Josh’s (Robert Burke) hitch-hike at the start of The Unbelievable Truth comes to an abrupt halt when he tells his new passengers that he’s just been released from prison, which is rather the sort of thing you’d keep to yourself. Why was he in? That’s the source of much debate as the film goes on.
Meanwhile, daydreamer Audry (the wonderful Adrienne Shelley, here in her first feature-length role) is a young student who thinks the end of the world is imminent, yet is applying for Harvard. She has a boyfriend, Emmet (Gary Sauer) who doesn’t listen to her.
As in 1992’s Simple Men, director Hal Hartley features mechanics Vic (Chris Cooke) and Mike (Mark Bailey). Vic is Audry’s father and Mike wants to marry diner waitress Pearl (Julia McNeal), who Josh comes across as he drifts into town, and who may have something to do for the reason he went to jail. However, I like the concept of having the same characters turn up in different movies – Quentin Tarantino and Kevin Smith also do this – and it feels like it gives the director’s body of work some additional depth.
I only saw Simple Men recently for the first time, while I had seen this one when I was in University back in the early ’90s, but it’s been a long time so I can’t remember everything.
In discussing the minutae of life, as always with Hal Hartley films, he shows his talent with dialogue, such as an exchange between Audry and her now ex-boyfriend:
- Audry: “Emmet, you look terrible.”
Emmet: “I tell you, Audry, I’m a wreck…. You look really nice in that dress.”
Audry: “I’m sorry.”
Emmet: “Oh, I’m gonna kill myself.”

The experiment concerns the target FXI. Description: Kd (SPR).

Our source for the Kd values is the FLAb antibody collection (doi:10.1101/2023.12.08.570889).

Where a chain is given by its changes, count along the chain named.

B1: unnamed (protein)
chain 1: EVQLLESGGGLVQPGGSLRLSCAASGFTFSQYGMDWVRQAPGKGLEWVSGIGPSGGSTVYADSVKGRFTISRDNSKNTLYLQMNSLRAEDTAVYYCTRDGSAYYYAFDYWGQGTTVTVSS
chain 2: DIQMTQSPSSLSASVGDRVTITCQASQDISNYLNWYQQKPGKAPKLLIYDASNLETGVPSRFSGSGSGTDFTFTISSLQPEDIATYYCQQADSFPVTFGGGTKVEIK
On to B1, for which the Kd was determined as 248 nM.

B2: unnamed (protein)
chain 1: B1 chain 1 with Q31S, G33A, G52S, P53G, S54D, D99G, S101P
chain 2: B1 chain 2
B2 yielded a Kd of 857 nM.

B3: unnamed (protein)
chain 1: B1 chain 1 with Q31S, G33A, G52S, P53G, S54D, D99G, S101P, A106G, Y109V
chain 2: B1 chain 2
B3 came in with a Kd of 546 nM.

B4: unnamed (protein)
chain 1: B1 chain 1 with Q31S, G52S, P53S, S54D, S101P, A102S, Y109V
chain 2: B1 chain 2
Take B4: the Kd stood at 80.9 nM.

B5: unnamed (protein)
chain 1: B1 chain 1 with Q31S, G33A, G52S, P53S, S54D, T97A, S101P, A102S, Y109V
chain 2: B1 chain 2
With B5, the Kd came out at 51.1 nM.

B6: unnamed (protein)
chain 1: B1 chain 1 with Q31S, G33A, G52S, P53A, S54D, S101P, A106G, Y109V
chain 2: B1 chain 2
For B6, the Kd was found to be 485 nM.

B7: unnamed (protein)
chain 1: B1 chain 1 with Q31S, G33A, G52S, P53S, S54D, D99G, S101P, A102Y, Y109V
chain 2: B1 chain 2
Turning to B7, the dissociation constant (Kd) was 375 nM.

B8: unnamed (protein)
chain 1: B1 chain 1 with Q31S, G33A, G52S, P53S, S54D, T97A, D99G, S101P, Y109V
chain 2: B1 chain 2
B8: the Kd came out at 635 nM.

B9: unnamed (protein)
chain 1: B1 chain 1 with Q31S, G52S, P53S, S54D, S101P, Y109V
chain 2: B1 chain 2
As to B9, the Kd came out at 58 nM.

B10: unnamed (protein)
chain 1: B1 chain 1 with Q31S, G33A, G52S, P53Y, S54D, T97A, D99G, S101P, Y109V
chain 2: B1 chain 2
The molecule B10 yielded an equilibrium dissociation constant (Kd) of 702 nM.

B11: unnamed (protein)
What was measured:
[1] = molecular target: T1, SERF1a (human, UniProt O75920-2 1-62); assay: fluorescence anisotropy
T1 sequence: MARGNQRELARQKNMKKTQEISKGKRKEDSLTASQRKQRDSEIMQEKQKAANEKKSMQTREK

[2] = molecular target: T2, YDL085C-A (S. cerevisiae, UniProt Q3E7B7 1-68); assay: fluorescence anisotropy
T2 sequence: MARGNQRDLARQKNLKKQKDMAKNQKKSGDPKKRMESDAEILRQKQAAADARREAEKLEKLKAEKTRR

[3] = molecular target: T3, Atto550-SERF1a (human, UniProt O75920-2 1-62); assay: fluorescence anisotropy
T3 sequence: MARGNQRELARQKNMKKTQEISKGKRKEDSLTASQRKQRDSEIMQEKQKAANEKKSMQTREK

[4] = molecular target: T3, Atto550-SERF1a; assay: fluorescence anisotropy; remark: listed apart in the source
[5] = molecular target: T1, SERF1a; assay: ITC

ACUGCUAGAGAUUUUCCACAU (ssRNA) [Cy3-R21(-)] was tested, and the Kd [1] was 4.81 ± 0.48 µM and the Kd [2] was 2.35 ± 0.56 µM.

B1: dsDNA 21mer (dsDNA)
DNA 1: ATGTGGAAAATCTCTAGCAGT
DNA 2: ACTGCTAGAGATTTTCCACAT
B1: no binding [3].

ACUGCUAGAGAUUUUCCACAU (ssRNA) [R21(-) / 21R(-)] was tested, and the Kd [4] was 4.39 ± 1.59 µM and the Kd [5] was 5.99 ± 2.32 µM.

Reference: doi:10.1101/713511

Audry: “Oh, Emmet, don’t be maudlin.”
Emmet: “Then I’ll kill somebody else!”
As well as the never ending “I know what you need…” scene between Josh and waitress Jane.
Filmed in 11 days, Hal Hartley’s Unbelievable Truth is another entertaining cinematic diversion from life and well worth the time spent. Of course, this one serves to remind us how Adrienne Shelley was taken from us at a mere age of 40 when she was murdered by 19-year-old Ecuadorian illegal immigrant Diego Pillco.
The film is presented in 16:9. IMDB quotes the similar 1.85:1, so this is as near enough as makes no difference. Either way, in 1080p high definition, the image is mostly crisp and sharp, although, as with his other recent Blu-ray premieres – Simple Men and Amateur – there’s an element of grain that shouldn’t be there.
Soundwise, this disc only contains a stereo soundtrack, as originally made for the film, and it’s fine as it is but doesn’t do anything out of the ordinary.
While it’s great to see Hal Hartley’s films on Blu-ray, it’s a shame the extras are few and far between, with only one on this disc: Years Later: The Unbelievable Truth (and its consequences) (16:56), with chat from Hal Hartley, Adrienne Shelley, Robert Burke, plus others.
There’s also Martin Donovan, Thomas Jay Ryan, Jeff Goldblum and Parker Posey, even though none of them are in this film, but then it’s not looking exclusively at this one but also other works from the director.
It’s a nice touch that this extra, which was put together in 2010, albeit with a lot of the interviews having been recorded in 2005, is dedicated to Adrienne Shelley.
The menu features a small section of the incidental music over and over, there are no subtitles whatsoever which is a ridiculous omission these days, and the chaptering is a woeful 12 over the 90-minute running time. I go by the rule of thumb of one every five minutes, taking into account one each for the opening and closing credits.
Running time: 90 minutes
Date of release: May 27th 2013
Distributor: Artificial Eye
Cat no: ART063BD
Picture: 1080p High Definition
Sound: DTS 2.0 (Dolby Stereo)
Disc Format: BD50
Director: Hal Hartley
Producers: Hal Hartley and Bruce Weiss
Screenplay: Hal Hartley
Music: Jim Coleman
Audry: Adrienne Shelly
Josh: Robert Burke
Vic Hugo: Chris Cooke
Pearl: Julia McNeal
Liz Hugo: Katherine Mayfield
Emmet: Gary Sauer
Mike: Mark Bailey
Todd Whitbread: David Healy
Otis: Driver – Bum: Matt Malloy
Jane – The Waitress: Edie Falco
Bill: Paul Schultze
Reviewer of movies, videogames and music since 1994. Aortic valve operation survivor from the same year. Running DVDfever.co.uk since 2000. Nobel Peace Prize winner 2021.